Battle over the Baltimore Police Department's budget overruns continued Tuesday, as the Fraternal Order of Police Lodge #3 issued a statement following the Baltimore City Council's refusal to transfer $21 million dollars to cover police overtime costs.
The City Council has been trying to curb the frequent budget overruns created by police overtime expenditures, passing a resolution in early July to conduct monthly reviews to monitor and assess the police department's budget.
Tuesday, FOP Lodge #3's First Vice President Kenneth Butler issued a statement in a tweet, understanding the idea of rejecting the budget transfer as a protest vote, but arguing that misses the real problem with these budget over runs. Butler's letter contends it is mismanagement at the top of the department that causes these overtime expenditures, as leaders fail to recruit and retain enough officers to properly pass patrol shifts.
"We are currently in a crisis situation which will only be resolved when those in charge stop blaming our members and admit that the fault is theirs," Butler's statement read, "and that nothing will be fixed until such time as they find a way to hire more suitable officers and retain those already on the job."
Read the full statement here:
On behalf of the membership of the Baltimore City Fraternal Order of Police, Lodge #3 let me say that last night’s decision by the City Council Budget Committee regarding funding of the Police Department’s spending overruns is completely understandable as a means of protest. It is not, however, acceptable in terms of the reality of the current situation in our city. Even less acceptable are the blaring innuendos that, somehow, the union and its membership are responsible for the exorbitant overtime costs that are occurring and growing with each year. The truth is much more difficult for the Council members to admit and so the rank and file members of the Department have become the scapegoat.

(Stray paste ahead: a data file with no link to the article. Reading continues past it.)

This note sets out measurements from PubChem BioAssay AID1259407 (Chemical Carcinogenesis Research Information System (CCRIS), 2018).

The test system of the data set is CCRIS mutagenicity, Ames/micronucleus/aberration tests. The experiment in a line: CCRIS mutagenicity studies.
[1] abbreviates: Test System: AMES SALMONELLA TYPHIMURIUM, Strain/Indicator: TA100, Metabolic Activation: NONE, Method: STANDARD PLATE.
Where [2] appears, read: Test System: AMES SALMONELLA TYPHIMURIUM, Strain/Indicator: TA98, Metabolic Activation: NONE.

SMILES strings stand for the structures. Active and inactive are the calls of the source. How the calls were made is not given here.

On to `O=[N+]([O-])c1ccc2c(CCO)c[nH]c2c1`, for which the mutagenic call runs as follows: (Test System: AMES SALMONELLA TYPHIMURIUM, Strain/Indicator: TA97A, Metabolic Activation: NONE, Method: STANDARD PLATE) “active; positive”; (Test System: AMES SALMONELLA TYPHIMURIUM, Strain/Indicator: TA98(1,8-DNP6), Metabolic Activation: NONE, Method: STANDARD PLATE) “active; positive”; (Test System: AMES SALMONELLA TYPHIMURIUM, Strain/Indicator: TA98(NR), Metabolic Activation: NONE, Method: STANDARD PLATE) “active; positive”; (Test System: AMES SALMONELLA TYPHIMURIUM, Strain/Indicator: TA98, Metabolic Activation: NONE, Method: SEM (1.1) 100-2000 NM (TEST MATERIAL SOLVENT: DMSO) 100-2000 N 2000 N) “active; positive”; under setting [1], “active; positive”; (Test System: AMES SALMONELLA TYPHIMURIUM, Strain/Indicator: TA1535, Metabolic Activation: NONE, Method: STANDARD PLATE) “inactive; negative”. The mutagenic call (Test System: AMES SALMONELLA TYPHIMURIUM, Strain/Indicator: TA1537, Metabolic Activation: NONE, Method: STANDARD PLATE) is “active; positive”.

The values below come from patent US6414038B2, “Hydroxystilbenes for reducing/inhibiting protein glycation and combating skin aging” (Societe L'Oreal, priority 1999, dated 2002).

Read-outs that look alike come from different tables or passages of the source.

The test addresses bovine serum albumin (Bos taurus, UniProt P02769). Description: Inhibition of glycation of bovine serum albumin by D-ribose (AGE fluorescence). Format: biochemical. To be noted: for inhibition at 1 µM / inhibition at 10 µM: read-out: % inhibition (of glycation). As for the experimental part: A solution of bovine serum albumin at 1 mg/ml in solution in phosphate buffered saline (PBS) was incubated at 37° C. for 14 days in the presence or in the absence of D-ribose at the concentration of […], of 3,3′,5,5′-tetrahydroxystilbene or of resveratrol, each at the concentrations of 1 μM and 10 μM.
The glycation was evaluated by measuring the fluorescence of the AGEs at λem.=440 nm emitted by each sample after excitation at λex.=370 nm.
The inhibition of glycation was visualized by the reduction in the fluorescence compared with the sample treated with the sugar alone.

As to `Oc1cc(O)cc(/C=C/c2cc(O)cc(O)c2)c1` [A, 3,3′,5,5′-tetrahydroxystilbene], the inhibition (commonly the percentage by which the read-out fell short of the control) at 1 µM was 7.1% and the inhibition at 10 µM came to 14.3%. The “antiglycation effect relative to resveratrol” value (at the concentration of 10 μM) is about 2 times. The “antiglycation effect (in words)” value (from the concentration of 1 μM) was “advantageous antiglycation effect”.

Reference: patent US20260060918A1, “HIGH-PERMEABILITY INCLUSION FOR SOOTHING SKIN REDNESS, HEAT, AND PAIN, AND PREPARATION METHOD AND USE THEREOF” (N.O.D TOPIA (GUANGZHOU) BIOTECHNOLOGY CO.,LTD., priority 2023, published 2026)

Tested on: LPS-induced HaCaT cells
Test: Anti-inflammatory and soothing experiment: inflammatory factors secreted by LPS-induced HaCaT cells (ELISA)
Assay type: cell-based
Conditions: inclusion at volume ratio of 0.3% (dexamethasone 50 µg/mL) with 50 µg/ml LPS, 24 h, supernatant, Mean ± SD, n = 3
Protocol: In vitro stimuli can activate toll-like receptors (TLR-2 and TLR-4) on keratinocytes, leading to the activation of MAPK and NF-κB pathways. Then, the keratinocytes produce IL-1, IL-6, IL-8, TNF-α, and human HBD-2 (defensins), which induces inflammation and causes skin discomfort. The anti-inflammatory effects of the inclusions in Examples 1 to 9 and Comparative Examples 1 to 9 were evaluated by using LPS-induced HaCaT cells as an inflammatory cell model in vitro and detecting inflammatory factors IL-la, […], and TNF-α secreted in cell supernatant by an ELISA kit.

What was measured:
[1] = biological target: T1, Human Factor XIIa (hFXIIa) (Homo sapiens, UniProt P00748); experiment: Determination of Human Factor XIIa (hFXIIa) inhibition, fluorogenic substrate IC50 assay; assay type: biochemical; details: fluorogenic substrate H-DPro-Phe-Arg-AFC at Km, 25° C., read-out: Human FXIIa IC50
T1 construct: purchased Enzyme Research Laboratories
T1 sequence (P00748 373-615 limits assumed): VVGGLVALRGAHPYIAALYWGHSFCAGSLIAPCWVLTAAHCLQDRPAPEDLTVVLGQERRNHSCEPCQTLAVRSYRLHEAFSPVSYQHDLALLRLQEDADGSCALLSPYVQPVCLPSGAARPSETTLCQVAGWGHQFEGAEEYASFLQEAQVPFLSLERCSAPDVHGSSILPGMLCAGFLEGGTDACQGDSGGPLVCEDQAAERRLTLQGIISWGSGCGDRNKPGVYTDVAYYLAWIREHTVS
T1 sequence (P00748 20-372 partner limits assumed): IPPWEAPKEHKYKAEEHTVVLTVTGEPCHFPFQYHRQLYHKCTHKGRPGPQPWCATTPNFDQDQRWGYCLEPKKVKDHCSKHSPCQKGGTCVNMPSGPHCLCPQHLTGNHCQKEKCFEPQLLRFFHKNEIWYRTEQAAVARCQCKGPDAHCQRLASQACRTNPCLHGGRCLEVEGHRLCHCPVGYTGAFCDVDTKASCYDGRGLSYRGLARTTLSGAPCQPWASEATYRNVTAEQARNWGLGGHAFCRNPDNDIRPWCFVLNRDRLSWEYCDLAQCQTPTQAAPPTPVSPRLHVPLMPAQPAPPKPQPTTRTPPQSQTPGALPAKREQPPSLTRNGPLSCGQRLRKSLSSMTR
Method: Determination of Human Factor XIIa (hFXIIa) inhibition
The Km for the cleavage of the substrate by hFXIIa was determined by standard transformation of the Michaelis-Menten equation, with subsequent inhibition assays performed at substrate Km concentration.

The actuality, however, is this: years of mismanagement on the part of the Department’s upper command, combined with the ineptitude of previous city administrations, has left our agency depleted of adequate manpower. The current situation is not the fault of any particular Patrol shift but rather with the fact that there has never been a strong emphasis on the recruitment or retention of police personnel and the result is now unavoidable. We are currently in crisis situation which will only be resolved when those in charge stop blaming our members and admit that the fault is theirs and that nothing will be fixed until such time as they find a way to hire more suitable officers and retain those that are already on the job. At the current time, we are bleeding experienced officers at a furious pace and no one has offered any suggestions as a solution for even that problem. A manpower deficit the likes of our current one, cannot be solved with just a change in schedule, as is suggested. The Baltimore Police Department does not have the manpower to staff any shift proposal without the use of exorbitant overtime spending. It is time for Councilman Brandon Scott and the Budget Committee to look at the real issues rather than believing everything they are told by those who continue to perpetuate a myth.
Lt. Kenneth Butler
1st Vice President
Baltimore City FOP, Lodge #3